Insertable through the access opening 26 into the lower cooking chamber space 44 is a tray arrangement 70 supporting a food product, such as pizza or the like, which is to be heated within the heating apparatus 10. The tray arrangement 70 includes a generally horizontal flat tray element 72, having slightly upwardly bent side edges 74 to prevent the inadvertent sliding off of the food product which is supported thereon during handling, and is provided with a plurality of cutouts 76 to reduce the weight of the tray arrangement 70 which is essentially constituted of stainless steel. The tray element 72 may be provided with depending dimples 78 on its bottom surface so as to be somewhat elevated above the surface on which it rests. A rectangularly-shaped vertically oriented plate 80 is fastened to the tray element 72 at the leading edge thereof, with the plate 80 being dimensioned so as to form a closure for the access door or opening 26 upon insertion of the tray arrangement 70 into the lower chamber 44 of the heating apparatus 10. Fastened to the interior surface of the upright plate member 80 proximate its rim is a peripherally extending sheet metal plate 82 which has its free ends joined to the upper surface of the tray element 72, and which is sized to conform to the peripheral dimensions of the access door or opening 26 such that it forms a spatula-like seal or plug within the opening preventing an outflow of the gaseous fluid medium or heated steam from the interior of the lower chamber through the access opening during operation of the heating apparatus. Fastened to the exterior surface of the upright plate 80 is a suitable gripping handle 84, which may be constituted of a heat insulating material, such as a molded thermoplastic, and which will facilitate the ready manipulation of the entire tray arrangement 70 by a user of the apparatus.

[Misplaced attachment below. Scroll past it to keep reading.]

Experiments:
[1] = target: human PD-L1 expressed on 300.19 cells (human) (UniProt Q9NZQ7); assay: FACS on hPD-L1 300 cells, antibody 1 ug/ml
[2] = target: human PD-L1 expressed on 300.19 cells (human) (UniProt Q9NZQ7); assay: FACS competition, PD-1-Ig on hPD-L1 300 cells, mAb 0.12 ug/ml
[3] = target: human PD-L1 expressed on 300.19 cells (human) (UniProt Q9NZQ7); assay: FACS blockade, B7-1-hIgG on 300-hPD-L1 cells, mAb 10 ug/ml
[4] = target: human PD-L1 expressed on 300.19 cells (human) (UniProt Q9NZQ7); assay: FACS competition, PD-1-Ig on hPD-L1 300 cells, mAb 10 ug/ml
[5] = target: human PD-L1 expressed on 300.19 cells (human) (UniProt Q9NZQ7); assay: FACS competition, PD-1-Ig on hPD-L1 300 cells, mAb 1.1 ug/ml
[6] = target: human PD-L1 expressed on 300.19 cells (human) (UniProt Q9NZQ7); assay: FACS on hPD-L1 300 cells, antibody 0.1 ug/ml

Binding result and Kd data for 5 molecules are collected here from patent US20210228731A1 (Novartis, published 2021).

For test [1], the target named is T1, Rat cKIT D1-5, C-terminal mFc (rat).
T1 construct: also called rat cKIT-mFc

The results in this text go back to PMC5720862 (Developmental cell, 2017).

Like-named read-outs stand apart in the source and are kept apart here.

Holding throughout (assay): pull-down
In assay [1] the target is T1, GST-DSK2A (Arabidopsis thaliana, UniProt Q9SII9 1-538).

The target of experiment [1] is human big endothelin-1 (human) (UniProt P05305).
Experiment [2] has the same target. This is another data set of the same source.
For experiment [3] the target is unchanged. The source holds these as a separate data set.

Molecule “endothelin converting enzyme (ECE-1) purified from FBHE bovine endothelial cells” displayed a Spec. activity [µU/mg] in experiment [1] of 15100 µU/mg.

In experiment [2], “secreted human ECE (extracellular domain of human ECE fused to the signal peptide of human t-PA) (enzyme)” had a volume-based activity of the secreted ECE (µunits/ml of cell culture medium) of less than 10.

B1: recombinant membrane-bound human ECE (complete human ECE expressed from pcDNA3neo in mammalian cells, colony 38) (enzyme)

Adapted to be inserted beneath the tray 72 of the tray arrangement 70 is a shield 86, as illustrated in the perspective drawing in FIG. 6, which consists of a bottom plate member 88 having upstanding side plates 90 extending into inwardly turned flanges 92 at their upper ends, whereas the bottom plate 88 is provided with a downwardly projecting flange 92 along one edge thereof which rests on the bottom wall of the heating apparatus 10. This shield 86 forms a catcher which will prevent any particles from the food product which is being heated in the apparatus 10 from dropping to the bottom of the apparatus by being arrested on the upper surface of the removable shield 86, so as to facilitate the cleaning of the heating apparatus 10.
The operation of the inventive heating apparatus 10 is essentially as follows: